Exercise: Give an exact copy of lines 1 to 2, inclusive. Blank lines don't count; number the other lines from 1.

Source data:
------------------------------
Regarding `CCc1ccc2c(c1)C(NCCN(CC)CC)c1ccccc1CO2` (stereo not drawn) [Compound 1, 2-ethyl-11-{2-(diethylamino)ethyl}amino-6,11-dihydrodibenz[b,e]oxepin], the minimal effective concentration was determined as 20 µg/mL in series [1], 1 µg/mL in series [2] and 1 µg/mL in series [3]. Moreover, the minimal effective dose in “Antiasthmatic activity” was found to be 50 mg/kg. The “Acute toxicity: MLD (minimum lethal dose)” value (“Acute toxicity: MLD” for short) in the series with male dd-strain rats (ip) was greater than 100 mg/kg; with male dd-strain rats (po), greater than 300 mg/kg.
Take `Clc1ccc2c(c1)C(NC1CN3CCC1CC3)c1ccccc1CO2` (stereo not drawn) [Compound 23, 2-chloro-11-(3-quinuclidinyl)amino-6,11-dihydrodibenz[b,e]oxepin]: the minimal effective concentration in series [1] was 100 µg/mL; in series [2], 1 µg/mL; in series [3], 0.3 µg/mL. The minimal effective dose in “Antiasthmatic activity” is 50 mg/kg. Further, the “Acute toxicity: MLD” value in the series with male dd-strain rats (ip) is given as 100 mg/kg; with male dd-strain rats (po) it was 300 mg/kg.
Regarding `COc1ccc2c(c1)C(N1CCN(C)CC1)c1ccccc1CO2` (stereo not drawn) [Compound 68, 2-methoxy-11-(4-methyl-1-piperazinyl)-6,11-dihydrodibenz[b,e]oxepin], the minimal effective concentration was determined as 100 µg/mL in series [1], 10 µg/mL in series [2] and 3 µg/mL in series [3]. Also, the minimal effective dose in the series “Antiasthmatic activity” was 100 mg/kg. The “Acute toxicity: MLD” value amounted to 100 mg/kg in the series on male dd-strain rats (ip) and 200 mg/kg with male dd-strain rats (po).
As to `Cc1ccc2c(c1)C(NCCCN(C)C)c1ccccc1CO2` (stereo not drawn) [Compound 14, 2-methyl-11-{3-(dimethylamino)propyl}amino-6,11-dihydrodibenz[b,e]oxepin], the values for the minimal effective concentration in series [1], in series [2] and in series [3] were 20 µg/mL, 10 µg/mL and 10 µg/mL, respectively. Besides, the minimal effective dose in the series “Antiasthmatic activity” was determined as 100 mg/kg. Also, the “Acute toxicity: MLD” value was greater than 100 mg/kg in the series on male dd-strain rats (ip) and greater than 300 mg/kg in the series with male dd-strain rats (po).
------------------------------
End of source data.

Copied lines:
Regarding `CCc1ccc2c(c1)C(NCCN(CC)CC)c1ccccc1CO2` (stereo not drawn) [Compound 1, 2-ethyl-11-{2-(diethylamino)ethyl}amino-6,11-dihydrodibenz[b,e]oxepin], the minimal effective concentration was determined as 20 µg/mL in series [1], 1 µg/mL in series [2] and 1 µg/mL in series [3]. Moreover, the minimal effective dose in “Antiasthmatic activity” was found to be 50 mg/kg. The “Acute toxicity: MLD (minimum lethal dose)” value (“Acute toxicity: MLD” for short) in the series with male dd-strain rats (ip) was greater than 100 mg/kg; with male dd-strain rats (po), greater than 300 mg/kg.
Take `Clc1ccc2c(c1)C(NC1CN3CCC1CC3)c1ccccc1CO2` (stereo not drawn) [Compound 23, 2-chloro-11-(3-quinuclidinyl)amino-6,11-dihydrodibenz[b,e]oxepin]: the minimal effective concentration in series [1] was 100 µg/mL; in series [2], 1 µg/mL; in series [3], 0.3 µg/mL. The minimal effective dose in “Antiasthmatic activity” is 50 mg/kg. Further, the “Acute toxicity: MLD” value in the series with male dd-strain rats (ip) is given as 100 mg/kg; with male dd-strain rats (po) it was 300 mg/kg.